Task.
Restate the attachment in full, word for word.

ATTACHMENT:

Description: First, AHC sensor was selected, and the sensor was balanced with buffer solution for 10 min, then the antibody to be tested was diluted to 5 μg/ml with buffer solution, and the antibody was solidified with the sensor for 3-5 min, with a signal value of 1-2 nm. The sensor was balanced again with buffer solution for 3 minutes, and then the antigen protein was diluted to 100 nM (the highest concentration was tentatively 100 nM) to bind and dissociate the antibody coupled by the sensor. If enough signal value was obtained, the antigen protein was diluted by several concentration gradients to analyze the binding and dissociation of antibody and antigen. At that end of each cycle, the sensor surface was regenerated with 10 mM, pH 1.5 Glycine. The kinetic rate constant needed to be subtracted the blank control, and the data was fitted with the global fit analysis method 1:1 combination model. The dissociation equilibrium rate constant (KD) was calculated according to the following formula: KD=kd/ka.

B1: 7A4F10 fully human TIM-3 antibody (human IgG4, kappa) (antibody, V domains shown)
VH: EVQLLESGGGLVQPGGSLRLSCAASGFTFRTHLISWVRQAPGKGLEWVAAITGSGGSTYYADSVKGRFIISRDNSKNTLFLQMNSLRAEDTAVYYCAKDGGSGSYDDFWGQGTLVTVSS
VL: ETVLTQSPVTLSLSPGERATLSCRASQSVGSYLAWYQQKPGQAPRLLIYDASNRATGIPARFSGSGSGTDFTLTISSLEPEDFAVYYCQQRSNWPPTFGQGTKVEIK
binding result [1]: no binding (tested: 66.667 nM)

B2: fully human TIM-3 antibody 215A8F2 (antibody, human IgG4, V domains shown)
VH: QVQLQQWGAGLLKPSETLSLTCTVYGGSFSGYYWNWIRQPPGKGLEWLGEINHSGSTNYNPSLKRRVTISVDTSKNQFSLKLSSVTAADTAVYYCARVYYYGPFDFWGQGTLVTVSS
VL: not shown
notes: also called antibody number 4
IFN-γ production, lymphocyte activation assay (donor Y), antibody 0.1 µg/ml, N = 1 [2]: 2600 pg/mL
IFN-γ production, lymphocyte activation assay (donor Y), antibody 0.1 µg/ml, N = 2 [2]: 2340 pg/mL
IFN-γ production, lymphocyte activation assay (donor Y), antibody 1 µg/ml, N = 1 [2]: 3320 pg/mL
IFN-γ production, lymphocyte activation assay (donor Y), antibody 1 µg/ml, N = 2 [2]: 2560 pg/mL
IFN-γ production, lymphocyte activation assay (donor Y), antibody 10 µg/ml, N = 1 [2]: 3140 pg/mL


Description: First, AHC sensor was selected, and the sensor was balanced with buffer solution for 10 min, then the antibody to be tested was diluted to 5 μg/ml with buffer solution, and the antibody was solidified with the sensor for 3-5 min, with a signal value of 1-2 nm. The sensor was balanced again with buffer solution for 3 minutes, and then the antigen protein was diluted to 100 nM (the highest concentration was tentatively 100 nM) to bind and dissociate the antibody coupled by the sensor. If enough signal value was obtained, the antigen protein was diluted by several concentration gradients to analyze the binding and dissociation of antibody and antigen. At that end of each cycle, the sensor surface was regenerated with 10 mM, pH 1.5 Glycine. The kinetic rate constant needed to be subtracted the blank control, and the data was fitted with the global fit analysis method 1:1 combination model. The dissociation equilibrium rate constant (KD) was calculated according to the following formula: KD=kd/ka.

B1: 7A4F10 fully human TIM-3 antibody (human IgG4, kappa) (antibody, V domains shown)
VH: EVQLLESGGGLVQPGGSLRLSCAASGFTFRTHLISWVRQAPGKGLEWVAAITGSGGSTYYADSVKGRFIISRDNSKNTLFLQMNSLRAEDTAVYYCAKDGGSGSYDDFWGQGTLVTVSS
VL: ETVLTQSPVTLSLSPGERATLSCRASQSVGSYLAWYQQKPGQAPRLLIYDASNRATGIPARFSGSGSGTDFTLTISSLEPEDFAVYYCQQRSNWPPTFGQGTKVEIK
binding result [1]: no binding (tested: 66.667 nM)

B2: fully human TIM-3 antibody 215A8F2 (antibody, human IgG4, V domains shown)
VH: QVQLQQWGAGLLKPSETLSLTCTVYGGSFSGYYWNWIRQPPGKGLEWLGEINHSGSTNYNPSLKRRVTISVDTSKNQFSLKLSSVTAADTAVYYCARVYYYGPFDFWGQGTLVTVSS
VL: not shown
notes: also called antibody number 4
IFN-γ production, lymphocyte activation assay (donor Y), antibody 0.1 µg/ml, N = 1 [2]: 2600 pg/mL
IFN-γ production, lymphocyte activation assay (donor Y), antibody 0.1 µg/ml, N = 2 [2]: 2340 pg/mL
IFN-γ production, lymphocyte activation assay (donor Y), antibody 1 µg/ml, N = 1 [2]: 3320 pg/mL
IFN-γ production, lymphocyte activation assay (donor Y), antibody 1 µg/ml, N = 2 [2]: 2560 pg/mL
IFN-γ production, lymphocyte activation assay (donor Y), antibody 10 µg/ml, N = 1 [2]: 3140 pg/mL